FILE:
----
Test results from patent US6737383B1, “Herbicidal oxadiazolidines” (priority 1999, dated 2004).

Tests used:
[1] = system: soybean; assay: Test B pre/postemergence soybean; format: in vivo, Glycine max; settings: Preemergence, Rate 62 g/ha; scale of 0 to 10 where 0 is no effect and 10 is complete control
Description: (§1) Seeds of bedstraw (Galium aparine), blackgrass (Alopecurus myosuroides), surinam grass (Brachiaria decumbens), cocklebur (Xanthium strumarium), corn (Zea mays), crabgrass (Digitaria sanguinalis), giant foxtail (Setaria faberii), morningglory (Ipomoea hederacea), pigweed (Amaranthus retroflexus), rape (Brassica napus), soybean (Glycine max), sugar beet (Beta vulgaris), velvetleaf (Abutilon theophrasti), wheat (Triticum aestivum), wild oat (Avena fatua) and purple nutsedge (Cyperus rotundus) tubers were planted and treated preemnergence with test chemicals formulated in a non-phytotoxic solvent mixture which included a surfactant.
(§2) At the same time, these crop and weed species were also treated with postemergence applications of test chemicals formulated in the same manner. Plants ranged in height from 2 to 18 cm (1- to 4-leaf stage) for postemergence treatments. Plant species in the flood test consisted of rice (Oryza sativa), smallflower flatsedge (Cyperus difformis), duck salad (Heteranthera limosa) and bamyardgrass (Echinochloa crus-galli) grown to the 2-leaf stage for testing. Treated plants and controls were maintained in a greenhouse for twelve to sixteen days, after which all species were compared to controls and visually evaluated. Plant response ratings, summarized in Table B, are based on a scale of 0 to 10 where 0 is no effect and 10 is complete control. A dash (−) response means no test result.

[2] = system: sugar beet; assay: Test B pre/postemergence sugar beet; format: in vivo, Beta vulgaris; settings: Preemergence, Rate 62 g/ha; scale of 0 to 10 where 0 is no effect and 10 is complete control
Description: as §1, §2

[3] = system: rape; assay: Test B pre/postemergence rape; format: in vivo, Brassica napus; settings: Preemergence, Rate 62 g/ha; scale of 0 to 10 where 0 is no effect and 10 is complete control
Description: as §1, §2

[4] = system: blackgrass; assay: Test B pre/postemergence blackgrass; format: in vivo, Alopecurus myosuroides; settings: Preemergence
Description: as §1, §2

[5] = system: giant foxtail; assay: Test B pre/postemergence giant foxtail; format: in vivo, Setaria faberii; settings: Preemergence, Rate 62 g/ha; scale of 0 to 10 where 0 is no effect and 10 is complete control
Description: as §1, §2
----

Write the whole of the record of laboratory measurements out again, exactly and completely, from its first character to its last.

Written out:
Test results from patent US6737383B1, “Herbicidal oxadiazolidines” (priority 1999, dated 2004).

Tests used:
[1] = system: soybean; assay: Test B pre/postemergence soybean; format: in vivo, Glycine max; settings: Preemergence, Rate 62 g/ha; scale of 0 to 10 where 0 is no effect and 10 is complete control
Description: (§1) Seeds of bedstraw (Galium aparine), blackgrass (Alopecurus myosuroides), surinam grass (Brachiaria decumbens), cocklebur (Xanthium strumarium), corn (Zea mays), crabgrass (Digitaria sanguinalis), giant foxtail (Setaria faberii), morningglory (Ipomoea hederacea), pigweed (Amaranthus retroflexus), rape (Brassica napus), soybean (Glycine max), sugar beet (Beta vulgaris), velvetleaf (Abutilon theophrasti), wheat (Triticum aestivum), wild oat (Avena fatua) and purple nutsedge (Cyperus rotundus) tubers were planted and treated preemnergence with test chemicals formulated in a non-phytotoxic solvent mixture which included a surfactant.
(§2) At the same time, these crop and weed species were also treated with postemergence applications of test chemicals formulated in the same manner. Plants ranged in height from 2 to 18 cm (1- to 4-leaf stage) for postemergence treatments. Plant species in the flood test consisted of rice (Oryza sativa), smallflower flatsedge (Cyperus difformis), duck salad (Heteranthera limosa) and bamyardgrass (Echinochloa crus-galli) grown to the 2-leaf stage for testing. Treated plants and controls were maintained in a greenhouse for twelve to sixteen days, after which all species were compared to controls and visually evaluated. Plant response ratings, summarized in Table B, are based on a scale of 0 to 10 where 0 is no effect and 10 is complete control. A dash (−) response means no test result.

[2] = system: sugar beet; assay: Test B pre/postemergence sugar beet; format: in vivo, Beta vulgaris; settings: Preemergence, Rate 62 g/ha; scale of 0 to 10 where 0 is no effect and 10 is complete control
Description: as §1, §2

[3] = system: rape; assay: Test B pre/postemergence rape; format: in vivo, Brassica napus; settings: Preemergence, Rate 62 g/ha; scale of 0 to 10 where 0 is no effect and 10 is complete control
Description: as §1, §2

[4] = system: blackgrass; assay: Test B pre/postemergence blackgrass; format: in vivo, Alopecurus myosuroides; settings: Preemergence
Description: as §1, §2

[5] = system: giant foxtail; assay: Test B pre/postemergence giant foxtail; format: in vivo, Setaria faberii; settings: Preemergence, Rate 62 g/ha; scale of 0 to 10 where 0 is no effect and 10 is complete control
Description: as §1, §2